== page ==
Tennessee

New school year kicks off with big changes, big goals

Students check their schedules in 2014 at Fairley High, a turnaround school in Memphis under Tennessee's Achievement School District.

The start of the 2014-15 school year Monday marked the first day that eight districts—Shelby County Schools, which includes Memphis and some of the surrounding county, six new school districts in the Memphis suburbs, and the state-run Achievement School District—will operate simultaneously in this corner of southwestern Tennessee.

The stakes are high for schools across the county. Shelby County Schools has set a goal to dramatically improve the district’s graduation rate and academic performance in the next decade. The district’s lowest-performing schools are eligible to be taken over by the state.

The Achievement School District, which aims to dramatically improve academics in schools that were ranked in the bottom 5 percent in the state, is entering its third year and striving for increased stability and consistent results across its schools.

And the new districts in Arlington, Bartlett, Collierville, Germantown, Lakeland, and Millington are hoping to prove that their first year will go smoothly—and that the creation of their districts were worth the legal back-and-forth and debate that have dominated the public conversation around schools for more than three years.

Chalkbeat Tennessee visited schools in Shelby County Schools, the ASD, and two of the six new suburban school systems to see how the first day of school went.

Shelby County Schools

The first day of school often means a review of rules and procedures, but many teachers across the county hit the ground running to gauge what students know and which techniques they should use this year to get them to where they need to be.

Superintendent Dorsey Hopson II toured classrooms where students were working on writing assignments and others where teachers were reviewing mathematical formulas.

Hopson said his goal this year is to “figure out a way to drastically improve student literacy and academics overall.”

Hopson spent the first day of classes visiting the brand-new Maxine Smith STEAM Academy, A.B. Hill Elementary, Riverview K-8 and Germantown Elementary.

While visiting A.B. Hill, Hopson along with his administration team and the school’s principal Veronica Parish walked in the surrounding neighborhood taking note of the blight in the area where students live.

Shelby County Schools Superintendent Dorsey Hopson II tours the neighborhood around A.B. Hill Elementary.  He is accompanied by his administrative team as well as SCS Board member Chris Caldwell and members of local media.
PHOTO: Tajuana Cheshier/Chalkbeat TN
Shelby County Schools Superintendent Dorsey Hopson II tours the neighborhood around A.B. Hill Elementary. He is accompanied by his administrative team as well as SCS Board member Chris Caldwell and members of local media.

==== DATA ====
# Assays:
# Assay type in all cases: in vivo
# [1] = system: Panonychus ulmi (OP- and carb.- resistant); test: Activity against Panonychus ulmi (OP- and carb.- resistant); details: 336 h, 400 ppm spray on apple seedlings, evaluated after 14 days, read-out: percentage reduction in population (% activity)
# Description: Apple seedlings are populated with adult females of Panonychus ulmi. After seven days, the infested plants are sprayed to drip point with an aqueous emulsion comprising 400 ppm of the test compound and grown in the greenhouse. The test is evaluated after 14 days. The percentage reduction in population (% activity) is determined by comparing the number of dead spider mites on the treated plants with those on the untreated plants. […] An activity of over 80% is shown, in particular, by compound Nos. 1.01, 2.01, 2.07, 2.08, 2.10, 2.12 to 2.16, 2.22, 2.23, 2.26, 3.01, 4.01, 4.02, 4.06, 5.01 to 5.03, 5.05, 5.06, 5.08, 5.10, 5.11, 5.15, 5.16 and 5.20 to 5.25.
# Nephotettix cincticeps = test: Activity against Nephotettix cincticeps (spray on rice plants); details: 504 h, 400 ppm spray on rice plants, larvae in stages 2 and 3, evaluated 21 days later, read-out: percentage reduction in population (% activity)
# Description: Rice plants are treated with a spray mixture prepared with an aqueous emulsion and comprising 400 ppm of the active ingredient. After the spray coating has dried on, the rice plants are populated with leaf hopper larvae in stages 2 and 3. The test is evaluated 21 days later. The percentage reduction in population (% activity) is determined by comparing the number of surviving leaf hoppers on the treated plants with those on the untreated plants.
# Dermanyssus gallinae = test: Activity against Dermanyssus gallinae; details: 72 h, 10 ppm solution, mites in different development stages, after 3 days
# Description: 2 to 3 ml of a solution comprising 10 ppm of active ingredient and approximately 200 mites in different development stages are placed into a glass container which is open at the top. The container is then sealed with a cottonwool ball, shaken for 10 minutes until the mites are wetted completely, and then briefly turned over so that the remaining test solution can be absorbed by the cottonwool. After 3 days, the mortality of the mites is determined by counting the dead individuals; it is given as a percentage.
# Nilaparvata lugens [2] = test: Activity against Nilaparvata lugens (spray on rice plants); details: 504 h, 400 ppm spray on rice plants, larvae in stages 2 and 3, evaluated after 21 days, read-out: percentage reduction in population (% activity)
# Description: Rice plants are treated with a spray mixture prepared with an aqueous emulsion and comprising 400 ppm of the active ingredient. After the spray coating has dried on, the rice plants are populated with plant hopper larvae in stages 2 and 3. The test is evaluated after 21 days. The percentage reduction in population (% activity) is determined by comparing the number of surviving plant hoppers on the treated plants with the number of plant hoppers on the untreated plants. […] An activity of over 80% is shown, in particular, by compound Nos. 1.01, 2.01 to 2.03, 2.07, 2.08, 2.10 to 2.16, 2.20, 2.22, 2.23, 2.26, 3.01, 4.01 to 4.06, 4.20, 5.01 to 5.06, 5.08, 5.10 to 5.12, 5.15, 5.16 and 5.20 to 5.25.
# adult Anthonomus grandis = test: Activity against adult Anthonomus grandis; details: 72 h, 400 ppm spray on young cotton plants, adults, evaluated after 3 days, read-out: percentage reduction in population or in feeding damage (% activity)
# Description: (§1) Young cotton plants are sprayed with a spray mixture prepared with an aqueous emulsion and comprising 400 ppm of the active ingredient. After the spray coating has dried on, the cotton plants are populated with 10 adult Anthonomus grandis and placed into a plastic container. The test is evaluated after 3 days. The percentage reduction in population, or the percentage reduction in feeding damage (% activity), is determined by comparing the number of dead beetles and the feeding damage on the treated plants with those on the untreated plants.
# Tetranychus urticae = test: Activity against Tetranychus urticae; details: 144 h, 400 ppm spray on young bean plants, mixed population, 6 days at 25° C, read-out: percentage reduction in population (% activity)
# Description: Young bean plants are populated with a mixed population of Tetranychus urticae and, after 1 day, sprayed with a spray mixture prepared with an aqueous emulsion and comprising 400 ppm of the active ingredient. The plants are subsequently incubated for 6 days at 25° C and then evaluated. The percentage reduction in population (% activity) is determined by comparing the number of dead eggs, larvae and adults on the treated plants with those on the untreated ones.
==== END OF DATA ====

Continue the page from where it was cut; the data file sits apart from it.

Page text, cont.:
“When I’m in schools like A.B. Hill that have only a handful of students, I understand the feeling the community has of ‘don’t close our school,'” Hopson said.

He called schools ‘a beacon of hope’ in communities like A.B. Hill that have been stricken by poverty. Hopson has often said that providing students with quality educational opportunities is the only way to stop the cycle of poverty in Memphis’ hard-struck areas.

Hopson praised A.B. Hill principal Veronica Parish for increasing student growth in the midst of facing district changes to grade configurations at her previous school, Riverview Elementary, which is now a kindergarten through eighth grade school under principal Rosalind Martin.

At Riverview, Hopson was greeted by Martin, who was dressed in full military fatigues as part of this year’s theme of “Bootcamp to Improve Student Literacy.”

“I love your theme for literacy,” Hopson told the principal.

Shelby County Schools Superintendent Dorsey Hopson II talks academic goals with Riverview K-8 principal Rosalind Martin on the first day back to school Monday.  Martin said her school's theme this year is "Bootcamp to Improve Literacy."  Martin and her staff will wear their military gear each Monday during the school year.
PHOTO: Tajuana Cheshier/Chalkbeat TN
Shelby County Schools Superintendent Dorsey Hopson II talks academic goals with Riverview K-8 principal Rosalind Martin on the first day back to school Monday. Martin said her school’s theme this year is “Bootcamp to Improve Literacy.” Martin and her staff will wear their military gear each Monday during the school year.

Riverview’s K-8 configuration is new this year, the result of the merger of Riverview Elementary and Riverview Middle School. Martin had been the principal at Riverview Middle.

Riverview K-8 is also one of the district’s Innovation Zone schools, which means the school has more site-based initiatives that it can use to address low student performance.  The school will be one of the 16 sites that will participate in the blended learning pilot, which will put computers in students’ hands so they can continue learning at school and home.

Martin said the students have longer days and an hour-long intervention time in subjects where they need to improve.  Riverview is also using single-gender classrooms in some subject areas.  The impact has been fewer behavioral problems and improved performance, Martin said.

Riverview seventh grader Anthony Poindexter’s new school year resolution is to work to improve his reading skills, the subject is not among his favorites.  Poindexter prefers math and hopes to become a football player or a veterinarian.

Riverview seventh grader Anthony Poindexter Jr and his mother Lysandra Bradford filled out his registration paperwork on the first day of school on Aug. 4.  Poindexter plans to work harder in reading this year.
PHOTO: Tajuana Cheshier/Chalkbeat TN
Riverview seventh grader Anthony Poindexter Jr and his mother Lysandra Bradford filled out his registration paperwork on the first day of school on Aug. 4. Poindexter plans to work harder in reading this year.